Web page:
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UNC given $5.5 million for hiring

UNC announced Thursday a $5.5 million gift from the William R. Kenan Jr. Charitable Trust and an anonymous donor to support the hiring of young faculty members.

Chancellor Holden Thorp told the Board of Trustees that the gift will allow the University to encourage junior faculty members to pursue academic careers, an important task in a time of economic difficulties when jobs available for recent graduates are scarce.

“The economy has lowered promising young minds at a time when the job market is poor,” he said. “There is a risk of a lost generation of Ph.D.’s if we don’t do our part.”

Thorp said it will benefit the University to bring promising young faculty to campus in addition to supporting a mission important to the future of higher education.

“Of course they’ll make their homes in Chapel Hill, which is good for us,” he said.

The Kenan Charitable Trust contributed $5 million to UNC, which then encouraged an anonymous donor to contribute an additional $500,000 for the same purpose.

The funds are expendable, meaning they can be used by the University immediately rather than going into the general endowment.

The gift will support three-year packages for 18 junior faculty members, made up of 14 in the College of Arts and Sciences, two in the Kenan-Flagler Business School and one each in the schools of nursing and education.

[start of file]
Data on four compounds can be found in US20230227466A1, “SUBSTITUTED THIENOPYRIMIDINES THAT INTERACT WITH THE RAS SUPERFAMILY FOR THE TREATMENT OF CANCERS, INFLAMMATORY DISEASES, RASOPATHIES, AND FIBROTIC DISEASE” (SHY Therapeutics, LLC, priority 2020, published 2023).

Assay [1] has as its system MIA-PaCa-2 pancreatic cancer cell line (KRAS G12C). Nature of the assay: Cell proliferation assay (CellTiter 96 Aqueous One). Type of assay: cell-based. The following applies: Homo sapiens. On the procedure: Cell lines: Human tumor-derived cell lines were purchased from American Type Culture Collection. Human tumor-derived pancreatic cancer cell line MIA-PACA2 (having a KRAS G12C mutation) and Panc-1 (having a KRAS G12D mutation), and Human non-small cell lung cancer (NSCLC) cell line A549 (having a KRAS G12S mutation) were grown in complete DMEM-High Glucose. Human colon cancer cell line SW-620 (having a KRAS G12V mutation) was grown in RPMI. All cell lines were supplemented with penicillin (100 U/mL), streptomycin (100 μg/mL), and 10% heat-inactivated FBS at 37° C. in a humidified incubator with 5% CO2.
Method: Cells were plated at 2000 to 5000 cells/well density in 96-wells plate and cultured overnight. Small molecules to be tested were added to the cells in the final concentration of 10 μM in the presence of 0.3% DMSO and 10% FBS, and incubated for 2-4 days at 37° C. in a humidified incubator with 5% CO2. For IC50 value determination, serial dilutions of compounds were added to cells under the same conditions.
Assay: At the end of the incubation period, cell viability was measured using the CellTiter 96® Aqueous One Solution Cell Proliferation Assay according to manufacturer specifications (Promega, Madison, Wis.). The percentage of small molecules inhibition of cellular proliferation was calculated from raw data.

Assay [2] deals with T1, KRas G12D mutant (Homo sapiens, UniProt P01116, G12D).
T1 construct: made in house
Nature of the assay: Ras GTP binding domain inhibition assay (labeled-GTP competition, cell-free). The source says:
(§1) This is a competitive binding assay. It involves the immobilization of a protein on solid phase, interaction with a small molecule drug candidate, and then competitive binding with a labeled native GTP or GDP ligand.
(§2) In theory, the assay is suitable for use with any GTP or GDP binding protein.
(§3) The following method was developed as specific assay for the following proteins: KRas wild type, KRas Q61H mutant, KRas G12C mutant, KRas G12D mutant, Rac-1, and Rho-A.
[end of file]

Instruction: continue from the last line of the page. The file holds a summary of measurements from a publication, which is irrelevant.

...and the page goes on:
“This is very exciting,” said Karen Gil, dean of the College of Arts and Sciences. “It will give us an opportunity to hire junior faculty in several core areas in the College and advance key initiatives.”

The Kenan Charitable Trust is named for alumnus William Rand Kenan, Jr., from the class of 1894 and has made significant financial contributions to the University.

The trust and members of the Kenan family contributed almost $70 million to the recent Carolina First fundraising campaign.

“I think it will make a lot of recent grads feel a lot better,” said Laura Blue, a third-year Ph.D. student and president-elect of the Graduate and Professional Student Federation. “I know we’re concerned about employment when we graduate.”

Graduate students said they were pleased the University would be able to support young faculty, many of whom would be unable to find careers in academia given the current job market.

“If we’re committed to academics and research, and we’re not producing a market for them upon graduation, we’re going to have a loss of talent and intellect in higher education,” said Keith Lee, president of the Graduate and Professional Student Federation.

“This is a good thing to sustain in the market.”

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